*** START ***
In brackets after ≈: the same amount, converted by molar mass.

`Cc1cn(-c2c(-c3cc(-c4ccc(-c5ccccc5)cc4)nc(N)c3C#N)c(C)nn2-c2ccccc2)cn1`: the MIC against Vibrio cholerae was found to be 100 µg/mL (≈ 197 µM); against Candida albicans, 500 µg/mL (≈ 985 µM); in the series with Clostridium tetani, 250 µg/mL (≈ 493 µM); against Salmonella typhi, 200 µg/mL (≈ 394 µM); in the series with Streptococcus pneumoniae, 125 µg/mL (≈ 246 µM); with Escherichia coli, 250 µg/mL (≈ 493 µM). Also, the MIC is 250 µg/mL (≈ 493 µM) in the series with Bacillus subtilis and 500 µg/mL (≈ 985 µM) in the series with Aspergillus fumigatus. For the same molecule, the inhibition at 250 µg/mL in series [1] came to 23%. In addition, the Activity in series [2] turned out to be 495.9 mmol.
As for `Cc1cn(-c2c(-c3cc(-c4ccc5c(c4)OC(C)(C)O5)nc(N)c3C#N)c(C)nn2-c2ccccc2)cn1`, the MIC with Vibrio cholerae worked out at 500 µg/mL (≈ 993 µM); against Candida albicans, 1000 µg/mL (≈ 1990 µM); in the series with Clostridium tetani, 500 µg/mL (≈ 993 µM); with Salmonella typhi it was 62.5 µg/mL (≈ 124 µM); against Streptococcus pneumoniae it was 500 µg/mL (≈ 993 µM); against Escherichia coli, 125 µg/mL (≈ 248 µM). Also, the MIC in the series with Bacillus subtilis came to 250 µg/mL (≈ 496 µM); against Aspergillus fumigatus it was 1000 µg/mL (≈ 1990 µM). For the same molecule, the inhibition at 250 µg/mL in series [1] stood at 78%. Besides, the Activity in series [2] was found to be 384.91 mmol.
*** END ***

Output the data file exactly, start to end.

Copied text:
In brackets after ≈: the same amount, converted by molar mass.

`Cc1cn(-c2c(-c3cc(-c4ccc(-c5ccccc5)cc4)nc(N)c3C#N)c(C)nn2-c2ccccc2)cn1`: the MIC against Vibrio cholerae was found to be 100 µg/mL (≈ 197 µM); against Candida albicans, 500 µg/mL (≈ 985 µM); in the series with Clostridium tetani, 250 µg/mL (≈ 493 µM); against Salmonella typhi, 200 µg/mL (≈ 394 µM); in the series with Streptococcus pneumoniae, 125 µg/mL (≈ 246 µM); with Escherichia coli, 250 µg/mL (≈ 493 µM). Also, the MIC is 250 µg/mL (≈ 493 µM) in the series with Bacillus subtilis and 500 µg/mL (≈ 985 µM) in the series with Aspergillus fumigatus. For the same molecule, the inhibition at 250 µg/mL in series [1] came to 23%. In addition, the Activity in series [2] turned out to be 495.9 mmol.
As for `Cc1cn(-c2c(-c3cc(-c4ccc5c(c4)OC(C)(C)O5)nc(N)c3C#N)c(C)nn2-c2ccccc2)cn1`, the MIC with Vibrio cholerae worked out at 500 µg/mL (≈ 993 µM); against Candida albicans, 1000 µg/mL (≈ 1990 µM); in the series with Clostridium tetani, 500 µg/mL (≈ 993 µM); with Salmonella typhi it was 62.5 µg/mL (≈ 124 µM); against Streptococcus pneumoniae it was 500 µg/mL (≈ 993 µM); against Escherichia coli, 125 µg/mL (≈ 248 µM). Also, the MIC in the series with Bacillus subtilis came to 250 µg/mL (≈ 496 µM); against Aspergillus fumigatus it was 1000 µg/mL (≈ 1990 µM). For the same molecule, the inhibition at 250 µg/mL in series [1] stood at 78%. Besides, the Activity in series [2] was found to be 384.91 mmol.